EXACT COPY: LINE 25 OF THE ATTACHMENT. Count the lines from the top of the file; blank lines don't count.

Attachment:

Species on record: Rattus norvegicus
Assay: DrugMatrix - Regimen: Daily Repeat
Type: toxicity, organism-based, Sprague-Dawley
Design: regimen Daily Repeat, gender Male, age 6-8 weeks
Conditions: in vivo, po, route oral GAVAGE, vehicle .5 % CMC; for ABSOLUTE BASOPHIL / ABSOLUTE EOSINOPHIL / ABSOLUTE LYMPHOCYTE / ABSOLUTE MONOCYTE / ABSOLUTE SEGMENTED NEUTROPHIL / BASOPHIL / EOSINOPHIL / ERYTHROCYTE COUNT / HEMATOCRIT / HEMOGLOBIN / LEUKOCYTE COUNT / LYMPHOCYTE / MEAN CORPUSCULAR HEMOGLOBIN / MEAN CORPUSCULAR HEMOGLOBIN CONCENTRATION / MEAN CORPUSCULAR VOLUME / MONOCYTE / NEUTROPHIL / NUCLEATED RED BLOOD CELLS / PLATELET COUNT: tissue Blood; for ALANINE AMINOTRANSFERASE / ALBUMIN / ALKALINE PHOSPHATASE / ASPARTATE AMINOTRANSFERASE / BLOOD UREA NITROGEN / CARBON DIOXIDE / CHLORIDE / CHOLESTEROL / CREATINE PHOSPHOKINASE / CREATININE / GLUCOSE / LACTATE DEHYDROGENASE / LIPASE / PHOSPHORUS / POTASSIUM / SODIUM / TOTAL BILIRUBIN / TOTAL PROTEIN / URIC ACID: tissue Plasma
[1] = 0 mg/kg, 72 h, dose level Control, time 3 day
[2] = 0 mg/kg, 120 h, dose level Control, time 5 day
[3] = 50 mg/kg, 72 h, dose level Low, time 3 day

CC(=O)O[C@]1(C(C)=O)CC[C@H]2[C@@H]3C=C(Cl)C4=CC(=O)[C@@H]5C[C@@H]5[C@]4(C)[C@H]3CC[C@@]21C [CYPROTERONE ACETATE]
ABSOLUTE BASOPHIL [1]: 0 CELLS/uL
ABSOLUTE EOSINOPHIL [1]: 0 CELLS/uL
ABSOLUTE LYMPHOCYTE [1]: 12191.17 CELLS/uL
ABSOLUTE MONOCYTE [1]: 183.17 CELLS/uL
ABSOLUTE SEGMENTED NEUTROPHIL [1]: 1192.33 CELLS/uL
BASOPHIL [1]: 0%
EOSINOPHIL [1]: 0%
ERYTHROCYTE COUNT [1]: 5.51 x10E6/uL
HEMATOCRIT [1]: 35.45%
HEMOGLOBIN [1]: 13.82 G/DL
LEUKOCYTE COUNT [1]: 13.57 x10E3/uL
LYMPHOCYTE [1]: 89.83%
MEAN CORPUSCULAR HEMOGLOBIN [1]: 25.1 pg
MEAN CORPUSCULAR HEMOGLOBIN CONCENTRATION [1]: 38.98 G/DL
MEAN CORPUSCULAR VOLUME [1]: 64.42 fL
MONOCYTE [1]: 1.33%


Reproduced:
MONOCYTE [1]: 1.33%